Since their debut in 2009, Long Beach four-piece Rival Sons have been cranking out seventies-influenced rock records at regular intervals. Since Feral Roots in 2019, COVID forced them to take their time on the follow-up – it turned out to be time well spent as they have two albums due for release this year, Darkfighter and Lightbringer (Elektra/Low Country Sound). Darkfighter is the first one to be released and it is a tight, eight-song offering that continues their accomplished rock n’ roll – marrying Free, Led Zeppelin, and Black Keys influences to Dave Cobb’s rich production values.
The history of thrash metal got another ring on the world-tree in 1984 with the release of Ride the Lightning (Megaforce/Elektra Records), the second album by Metallica. With better songwriting, tight production, and more originality than their debut Kill Em All (Megaforce), Ride moved the needle forward for the entire genre and cemented Metallica as the premiere band in the genre. Continue reading →
Thirty-five years ago, 1980s glam rock and heavy metal leaders Mötley Crüe released their excellent second album Shout At The Devil (Elektra). Following up from their solid debut Too Fast For Love, this album has gone on to legend status over the years for breaking the band through to bigger audiences. It was definitely a commercial breakthrough and fan-favorite, although it was critically drubbed by some at the time. The next step in band mastermind Nikki Sixx’s plan for world domination (and to be the next KISS), it’s full of classic Crüe songs, memorable choruses, and some killer musical performances from the band. Continue reading →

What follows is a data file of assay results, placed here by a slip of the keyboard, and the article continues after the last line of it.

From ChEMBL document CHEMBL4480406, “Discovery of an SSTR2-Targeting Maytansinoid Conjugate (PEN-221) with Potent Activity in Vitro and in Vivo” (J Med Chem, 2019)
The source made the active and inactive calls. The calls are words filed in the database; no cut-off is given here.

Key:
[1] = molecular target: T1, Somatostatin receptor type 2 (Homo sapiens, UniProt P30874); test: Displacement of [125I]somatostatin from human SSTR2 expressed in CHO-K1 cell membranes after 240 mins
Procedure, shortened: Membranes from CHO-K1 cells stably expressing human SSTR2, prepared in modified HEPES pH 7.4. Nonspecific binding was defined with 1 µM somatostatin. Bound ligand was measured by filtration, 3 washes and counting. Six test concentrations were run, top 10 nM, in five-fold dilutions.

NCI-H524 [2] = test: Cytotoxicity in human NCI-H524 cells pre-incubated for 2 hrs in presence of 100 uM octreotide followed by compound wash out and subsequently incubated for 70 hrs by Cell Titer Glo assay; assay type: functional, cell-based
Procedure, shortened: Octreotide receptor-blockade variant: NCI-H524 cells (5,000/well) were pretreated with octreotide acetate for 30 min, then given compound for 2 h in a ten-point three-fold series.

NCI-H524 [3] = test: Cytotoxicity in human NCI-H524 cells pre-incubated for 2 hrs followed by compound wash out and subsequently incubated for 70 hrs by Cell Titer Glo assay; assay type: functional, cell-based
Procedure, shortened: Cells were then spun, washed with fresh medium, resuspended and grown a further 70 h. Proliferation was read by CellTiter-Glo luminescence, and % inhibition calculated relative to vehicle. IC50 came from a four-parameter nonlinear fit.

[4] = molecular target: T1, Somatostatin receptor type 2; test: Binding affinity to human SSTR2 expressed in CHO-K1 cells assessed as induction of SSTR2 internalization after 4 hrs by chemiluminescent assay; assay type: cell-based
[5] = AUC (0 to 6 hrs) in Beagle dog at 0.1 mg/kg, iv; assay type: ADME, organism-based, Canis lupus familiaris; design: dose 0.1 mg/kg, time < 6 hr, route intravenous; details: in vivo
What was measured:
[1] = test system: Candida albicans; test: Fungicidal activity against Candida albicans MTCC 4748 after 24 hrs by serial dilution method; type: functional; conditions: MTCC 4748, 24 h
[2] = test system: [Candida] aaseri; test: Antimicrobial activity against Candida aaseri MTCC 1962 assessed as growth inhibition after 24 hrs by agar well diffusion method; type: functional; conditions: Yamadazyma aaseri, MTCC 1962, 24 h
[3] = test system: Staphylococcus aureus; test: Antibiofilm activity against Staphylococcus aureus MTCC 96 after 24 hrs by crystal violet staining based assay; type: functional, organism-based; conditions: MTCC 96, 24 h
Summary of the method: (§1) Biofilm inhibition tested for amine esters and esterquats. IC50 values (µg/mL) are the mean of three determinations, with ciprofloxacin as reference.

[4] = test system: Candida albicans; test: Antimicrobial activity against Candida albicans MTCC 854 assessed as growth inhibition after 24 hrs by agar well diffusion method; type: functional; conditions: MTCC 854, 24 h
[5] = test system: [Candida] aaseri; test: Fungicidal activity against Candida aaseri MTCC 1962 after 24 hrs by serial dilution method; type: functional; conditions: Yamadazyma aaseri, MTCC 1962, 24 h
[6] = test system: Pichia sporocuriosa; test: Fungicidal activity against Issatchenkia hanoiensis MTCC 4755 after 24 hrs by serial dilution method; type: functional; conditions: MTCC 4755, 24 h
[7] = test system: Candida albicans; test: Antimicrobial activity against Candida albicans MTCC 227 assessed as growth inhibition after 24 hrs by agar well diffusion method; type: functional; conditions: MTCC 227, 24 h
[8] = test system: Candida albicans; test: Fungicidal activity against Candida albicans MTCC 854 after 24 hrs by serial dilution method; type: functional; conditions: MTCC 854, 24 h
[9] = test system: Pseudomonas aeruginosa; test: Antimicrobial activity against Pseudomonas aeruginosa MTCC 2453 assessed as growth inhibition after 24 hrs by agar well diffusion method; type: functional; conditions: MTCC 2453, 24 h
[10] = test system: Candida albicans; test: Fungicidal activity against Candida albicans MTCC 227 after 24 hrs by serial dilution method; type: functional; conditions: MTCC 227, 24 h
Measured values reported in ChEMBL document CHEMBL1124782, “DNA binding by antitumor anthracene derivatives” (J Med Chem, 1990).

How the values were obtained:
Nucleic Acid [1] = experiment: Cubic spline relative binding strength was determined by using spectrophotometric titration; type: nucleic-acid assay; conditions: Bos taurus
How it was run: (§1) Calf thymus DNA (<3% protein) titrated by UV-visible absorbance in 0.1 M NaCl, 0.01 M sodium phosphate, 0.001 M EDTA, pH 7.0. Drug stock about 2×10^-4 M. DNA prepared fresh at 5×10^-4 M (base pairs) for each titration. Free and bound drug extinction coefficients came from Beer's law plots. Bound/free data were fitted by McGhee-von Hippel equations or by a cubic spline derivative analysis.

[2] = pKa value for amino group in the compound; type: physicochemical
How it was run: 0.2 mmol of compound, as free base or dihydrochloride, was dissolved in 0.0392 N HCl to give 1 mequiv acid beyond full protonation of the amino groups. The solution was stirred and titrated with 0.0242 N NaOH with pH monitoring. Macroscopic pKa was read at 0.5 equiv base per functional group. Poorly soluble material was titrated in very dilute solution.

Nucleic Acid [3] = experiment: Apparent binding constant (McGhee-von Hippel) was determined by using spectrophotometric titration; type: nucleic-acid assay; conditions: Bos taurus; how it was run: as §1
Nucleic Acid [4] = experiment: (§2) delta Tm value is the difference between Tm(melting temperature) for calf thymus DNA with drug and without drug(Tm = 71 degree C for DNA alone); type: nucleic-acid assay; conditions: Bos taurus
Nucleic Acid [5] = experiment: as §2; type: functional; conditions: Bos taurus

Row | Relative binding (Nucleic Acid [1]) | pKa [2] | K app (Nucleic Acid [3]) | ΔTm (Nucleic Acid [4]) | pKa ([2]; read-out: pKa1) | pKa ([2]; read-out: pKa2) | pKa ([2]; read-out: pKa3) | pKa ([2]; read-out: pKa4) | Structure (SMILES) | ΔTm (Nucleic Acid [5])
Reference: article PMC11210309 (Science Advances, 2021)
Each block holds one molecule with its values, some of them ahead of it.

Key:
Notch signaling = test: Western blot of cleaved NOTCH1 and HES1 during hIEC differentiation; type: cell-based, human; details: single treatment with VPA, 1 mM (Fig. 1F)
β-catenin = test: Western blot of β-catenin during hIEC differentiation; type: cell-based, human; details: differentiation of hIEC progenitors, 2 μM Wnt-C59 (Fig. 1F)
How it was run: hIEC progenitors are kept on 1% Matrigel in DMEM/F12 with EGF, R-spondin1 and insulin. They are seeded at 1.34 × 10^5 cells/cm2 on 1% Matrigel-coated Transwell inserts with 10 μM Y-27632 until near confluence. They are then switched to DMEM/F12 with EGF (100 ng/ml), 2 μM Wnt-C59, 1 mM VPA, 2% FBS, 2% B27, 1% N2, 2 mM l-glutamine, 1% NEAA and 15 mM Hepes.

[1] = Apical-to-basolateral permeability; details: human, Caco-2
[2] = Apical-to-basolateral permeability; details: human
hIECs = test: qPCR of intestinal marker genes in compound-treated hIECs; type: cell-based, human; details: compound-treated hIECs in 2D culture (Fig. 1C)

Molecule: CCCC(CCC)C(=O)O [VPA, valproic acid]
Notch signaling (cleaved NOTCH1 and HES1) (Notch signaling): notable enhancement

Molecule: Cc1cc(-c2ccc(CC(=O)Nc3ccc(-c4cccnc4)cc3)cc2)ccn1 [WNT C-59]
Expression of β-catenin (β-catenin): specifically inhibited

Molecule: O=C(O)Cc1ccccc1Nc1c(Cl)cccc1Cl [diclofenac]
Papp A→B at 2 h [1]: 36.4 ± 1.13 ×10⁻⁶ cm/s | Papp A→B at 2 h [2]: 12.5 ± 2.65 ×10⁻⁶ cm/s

At the peak of their power in the late 1970s, Queen released News Of The Day (EMI/Elektra) to only solid reviews at the time. The band was riding high on a string of mid-70s chart-topping albums, with already some of the biggest hits of all time, that established them as one of the biggest bands in the world. Becoming of those bands changed Queen, a group of highly accomplished master musicians and live performers. Their concerts were already the stuff of legend since they were the first band in the world to book sold-out gigs at sports stadiums worldwide when arenas could not contain the scope of their shows. So as a response, the band began writing with the crowd in mind even more, creating entire passages meant for audience participation, not just the choruses. Critics at the time dissed them for this, but in hindsight, they presaged Metallica, AC/DC, Pearl Jam, Guns ‘N Roses, Judas Priest, Queens Of The Stone Age, Muse and just about every other arena rock band since in this regard. Continue reading →